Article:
If it weren't for the fact that Digital Pictures has done the "full motion video" gaming idea to death, which was part of the cause for the Sega CD's demise, I believe that the video compression technology of the systems of that time was the cause for killing Digital Pictures games. The overall result (at least from the games I have played on the Sega CD from that company) was grainy pictures with bleached-out colors and a sound quality that was more akin to a high-quality record player than the naturalistic sound of a compact disk. Another problem was that the video compression technology ate up valuable space on a CD-ROM, so games like Night Trap and Ground Zero, Texas wound up having to be stored on two disks instead of one. The worst offender of the bunch is Slam City with Scotty Pippen, a one-on-one basketball simulator that used up to four disks to store the game. Digital Pictures went out of business by around 1996 with the release of their last game, Quarterback Attack, their only known release for the Sony Playstation.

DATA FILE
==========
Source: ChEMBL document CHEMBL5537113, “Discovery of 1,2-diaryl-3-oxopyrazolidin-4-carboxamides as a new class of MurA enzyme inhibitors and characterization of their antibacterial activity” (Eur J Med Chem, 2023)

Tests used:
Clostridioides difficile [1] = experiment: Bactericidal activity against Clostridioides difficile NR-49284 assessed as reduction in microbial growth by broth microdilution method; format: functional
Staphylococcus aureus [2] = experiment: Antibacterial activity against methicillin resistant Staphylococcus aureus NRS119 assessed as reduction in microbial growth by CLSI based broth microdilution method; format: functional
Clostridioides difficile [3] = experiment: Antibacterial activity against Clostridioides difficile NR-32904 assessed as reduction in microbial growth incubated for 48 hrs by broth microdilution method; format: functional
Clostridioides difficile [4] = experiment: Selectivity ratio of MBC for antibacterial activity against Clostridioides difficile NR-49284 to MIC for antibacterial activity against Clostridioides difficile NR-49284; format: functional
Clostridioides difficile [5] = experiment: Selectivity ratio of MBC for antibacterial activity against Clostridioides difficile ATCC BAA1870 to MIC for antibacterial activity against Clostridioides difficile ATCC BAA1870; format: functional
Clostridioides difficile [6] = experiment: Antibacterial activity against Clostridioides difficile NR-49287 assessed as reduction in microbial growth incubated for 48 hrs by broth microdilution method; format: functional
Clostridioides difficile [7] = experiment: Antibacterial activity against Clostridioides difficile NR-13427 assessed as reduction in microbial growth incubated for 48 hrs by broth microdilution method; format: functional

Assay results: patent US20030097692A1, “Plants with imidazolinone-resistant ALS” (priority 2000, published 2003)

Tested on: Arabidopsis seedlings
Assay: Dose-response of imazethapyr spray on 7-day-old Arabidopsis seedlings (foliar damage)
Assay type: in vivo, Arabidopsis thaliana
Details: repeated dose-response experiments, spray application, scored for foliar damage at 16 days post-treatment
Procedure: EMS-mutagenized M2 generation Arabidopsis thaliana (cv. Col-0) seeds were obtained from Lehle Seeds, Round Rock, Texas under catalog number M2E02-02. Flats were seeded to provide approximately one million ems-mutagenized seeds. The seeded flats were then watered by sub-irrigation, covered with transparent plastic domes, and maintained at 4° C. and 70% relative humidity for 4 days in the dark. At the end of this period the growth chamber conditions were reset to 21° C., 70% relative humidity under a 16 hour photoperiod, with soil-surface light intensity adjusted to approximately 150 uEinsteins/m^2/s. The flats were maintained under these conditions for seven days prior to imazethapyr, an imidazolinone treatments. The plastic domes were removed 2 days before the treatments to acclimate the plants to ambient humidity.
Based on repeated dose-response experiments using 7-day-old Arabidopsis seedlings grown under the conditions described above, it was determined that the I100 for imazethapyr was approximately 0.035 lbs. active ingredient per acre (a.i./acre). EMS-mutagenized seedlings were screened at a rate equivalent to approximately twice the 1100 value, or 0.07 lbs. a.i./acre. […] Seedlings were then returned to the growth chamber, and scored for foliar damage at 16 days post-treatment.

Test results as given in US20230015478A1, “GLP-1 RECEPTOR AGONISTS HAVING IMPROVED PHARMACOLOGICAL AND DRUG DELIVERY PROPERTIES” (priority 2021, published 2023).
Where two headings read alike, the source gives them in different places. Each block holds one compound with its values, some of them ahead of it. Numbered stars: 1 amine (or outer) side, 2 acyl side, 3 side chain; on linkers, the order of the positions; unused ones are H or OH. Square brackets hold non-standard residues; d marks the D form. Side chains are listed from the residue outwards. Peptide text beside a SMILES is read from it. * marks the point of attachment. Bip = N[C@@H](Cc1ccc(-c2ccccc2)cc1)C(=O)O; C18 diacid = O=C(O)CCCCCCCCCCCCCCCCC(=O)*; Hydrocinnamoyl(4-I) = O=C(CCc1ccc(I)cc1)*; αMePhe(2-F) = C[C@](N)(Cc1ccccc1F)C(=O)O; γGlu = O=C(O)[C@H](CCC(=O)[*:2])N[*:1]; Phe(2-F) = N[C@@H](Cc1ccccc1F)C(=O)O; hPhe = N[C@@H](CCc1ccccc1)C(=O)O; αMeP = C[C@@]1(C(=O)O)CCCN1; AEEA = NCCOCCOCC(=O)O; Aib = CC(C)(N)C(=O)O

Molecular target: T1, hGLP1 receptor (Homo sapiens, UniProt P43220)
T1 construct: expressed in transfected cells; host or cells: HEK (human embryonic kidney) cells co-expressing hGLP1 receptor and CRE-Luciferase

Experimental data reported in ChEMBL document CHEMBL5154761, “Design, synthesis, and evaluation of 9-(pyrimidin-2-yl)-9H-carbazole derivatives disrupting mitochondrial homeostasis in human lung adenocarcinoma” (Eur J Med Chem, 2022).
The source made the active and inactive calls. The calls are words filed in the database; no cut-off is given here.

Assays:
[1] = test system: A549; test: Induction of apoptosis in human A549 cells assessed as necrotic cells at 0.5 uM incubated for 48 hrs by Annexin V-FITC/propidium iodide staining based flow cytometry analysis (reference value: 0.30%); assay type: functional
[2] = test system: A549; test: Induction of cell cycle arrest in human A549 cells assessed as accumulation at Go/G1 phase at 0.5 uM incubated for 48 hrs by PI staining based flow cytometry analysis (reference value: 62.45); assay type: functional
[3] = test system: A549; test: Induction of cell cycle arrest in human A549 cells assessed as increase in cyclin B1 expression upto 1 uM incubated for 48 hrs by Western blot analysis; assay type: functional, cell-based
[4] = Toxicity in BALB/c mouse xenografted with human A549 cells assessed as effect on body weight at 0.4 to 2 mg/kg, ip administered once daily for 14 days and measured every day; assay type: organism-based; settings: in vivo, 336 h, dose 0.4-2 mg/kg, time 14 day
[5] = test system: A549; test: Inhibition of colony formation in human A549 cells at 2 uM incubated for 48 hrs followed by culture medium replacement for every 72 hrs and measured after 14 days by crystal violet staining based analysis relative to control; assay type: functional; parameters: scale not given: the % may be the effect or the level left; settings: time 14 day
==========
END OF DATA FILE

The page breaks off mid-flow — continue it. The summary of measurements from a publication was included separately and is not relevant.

With DVD-ROM technology being a part of game consoles of this day and age, one can wonder if games like Night Trap and Sewer Shark might have a better chance of being re-released and utilizing the technology to fully bring the very idea Tom Zito had in mind with the conception of Project N.E.M.O. to fruition. Personally, I think it can be done; the compression technology alone can help cut down the number of disks a player has to mess around with. The only thing we have to watch out for is repeating the same mistakes Digital Pictures did in the output of their gameware. Other possible candidates for re-release along the same lines would be ICOM Simulations' Sherlock Holmes: Consulting Detective and their TurboGrafx-16 adaptation of the CinemaWare game, It Came From The Desert, a humorous take on the 1950s-style B-grade science fiction movies.